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Measles in Australasian Indigenes

BARRY R. ADELS; JOHN E. FRANCIS JR.; D. CARLETON GAJDUSEK, M.D.
Am J Dis Child. 1962;103(3):255-261. doi:10.1001/archpedi.1962.02080020267015.
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Measles antibody has been determined by the hemagglutination inhibition test (HAI) of Rosen 1 in 494 serum specimens from members of 12 relatively isolated indigenous populations in New Guinea and Australia. Specimens for this survey were selected from those populations which we considered might be measles-free, or so-called virgin soil areas, or because of well-documented information of their unusual interest because of recent "virgin soil" epidemics of measles. No report of any measles-free area existing today could be found in the literature, so that the current demonstration of measles-free populations of susceptibles is unique. Obviously, such fully susceptible populations are ever at great risk of a "virgin soil" epidemic of measles, and the use of an effective measles vaccine in these communities may be a more urgent matter than in most other populations.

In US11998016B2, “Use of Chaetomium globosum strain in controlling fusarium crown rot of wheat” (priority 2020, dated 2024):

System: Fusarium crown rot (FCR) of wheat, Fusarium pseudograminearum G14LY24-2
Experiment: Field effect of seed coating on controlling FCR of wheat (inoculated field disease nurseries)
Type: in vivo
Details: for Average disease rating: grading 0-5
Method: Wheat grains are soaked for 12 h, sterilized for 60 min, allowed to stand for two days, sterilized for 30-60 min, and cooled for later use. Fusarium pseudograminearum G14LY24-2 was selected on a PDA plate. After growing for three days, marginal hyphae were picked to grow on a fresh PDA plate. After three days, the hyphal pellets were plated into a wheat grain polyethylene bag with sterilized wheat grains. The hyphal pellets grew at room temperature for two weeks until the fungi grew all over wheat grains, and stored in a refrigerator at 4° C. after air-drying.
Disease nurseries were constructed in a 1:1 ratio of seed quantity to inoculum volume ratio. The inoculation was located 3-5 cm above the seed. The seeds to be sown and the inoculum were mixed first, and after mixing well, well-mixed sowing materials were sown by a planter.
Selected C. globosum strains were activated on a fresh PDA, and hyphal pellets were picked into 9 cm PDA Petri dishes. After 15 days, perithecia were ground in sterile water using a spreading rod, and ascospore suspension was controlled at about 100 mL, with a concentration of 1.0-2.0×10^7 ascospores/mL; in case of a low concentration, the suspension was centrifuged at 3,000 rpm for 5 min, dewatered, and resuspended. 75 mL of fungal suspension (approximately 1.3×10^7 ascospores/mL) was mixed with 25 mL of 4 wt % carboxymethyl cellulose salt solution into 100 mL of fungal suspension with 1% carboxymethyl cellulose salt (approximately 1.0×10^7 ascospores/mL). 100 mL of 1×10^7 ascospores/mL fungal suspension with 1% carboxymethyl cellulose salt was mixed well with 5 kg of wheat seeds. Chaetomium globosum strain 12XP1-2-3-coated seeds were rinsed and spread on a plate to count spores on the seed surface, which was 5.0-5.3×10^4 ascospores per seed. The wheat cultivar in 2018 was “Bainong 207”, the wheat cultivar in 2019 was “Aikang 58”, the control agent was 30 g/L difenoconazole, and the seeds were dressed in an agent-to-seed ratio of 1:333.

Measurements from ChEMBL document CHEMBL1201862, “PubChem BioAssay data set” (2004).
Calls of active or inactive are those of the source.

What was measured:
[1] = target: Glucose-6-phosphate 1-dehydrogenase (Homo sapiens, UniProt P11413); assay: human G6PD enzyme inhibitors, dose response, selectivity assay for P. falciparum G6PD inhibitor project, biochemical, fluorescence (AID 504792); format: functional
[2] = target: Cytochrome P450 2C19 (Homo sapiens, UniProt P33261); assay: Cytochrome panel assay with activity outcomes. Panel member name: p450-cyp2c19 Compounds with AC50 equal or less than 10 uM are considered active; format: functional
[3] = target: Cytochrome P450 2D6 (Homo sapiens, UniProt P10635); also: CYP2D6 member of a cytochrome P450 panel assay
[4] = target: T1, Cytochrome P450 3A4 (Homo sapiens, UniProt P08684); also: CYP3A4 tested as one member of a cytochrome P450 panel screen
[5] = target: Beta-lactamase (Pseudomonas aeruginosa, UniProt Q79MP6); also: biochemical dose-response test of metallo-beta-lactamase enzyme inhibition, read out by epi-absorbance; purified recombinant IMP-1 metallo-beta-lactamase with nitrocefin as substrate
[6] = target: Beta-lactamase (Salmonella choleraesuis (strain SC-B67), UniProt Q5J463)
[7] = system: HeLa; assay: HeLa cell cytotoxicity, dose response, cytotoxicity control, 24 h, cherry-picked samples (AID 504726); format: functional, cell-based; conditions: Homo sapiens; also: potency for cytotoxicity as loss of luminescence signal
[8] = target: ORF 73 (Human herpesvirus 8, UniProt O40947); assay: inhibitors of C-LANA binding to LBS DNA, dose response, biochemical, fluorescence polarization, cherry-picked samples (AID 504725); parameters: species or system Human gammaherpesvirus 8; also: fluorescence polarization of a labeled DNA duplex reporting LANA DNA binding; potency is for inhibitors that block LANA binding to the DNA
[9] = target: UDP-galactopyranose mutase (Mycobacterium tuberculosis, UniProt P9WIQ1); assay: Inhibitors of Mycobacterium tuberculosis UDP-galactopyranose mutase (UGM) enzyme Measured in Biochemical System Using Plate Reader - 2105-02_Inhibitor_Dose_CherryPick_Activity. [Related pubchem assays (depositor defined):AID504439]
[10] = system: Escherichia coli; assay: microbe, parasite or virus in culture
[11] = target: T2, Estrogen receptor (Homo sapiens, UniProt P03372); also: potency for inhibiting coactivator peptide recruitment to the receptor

The 12 populations studied include 9 primitive populations of New Guinea, all of which have been without

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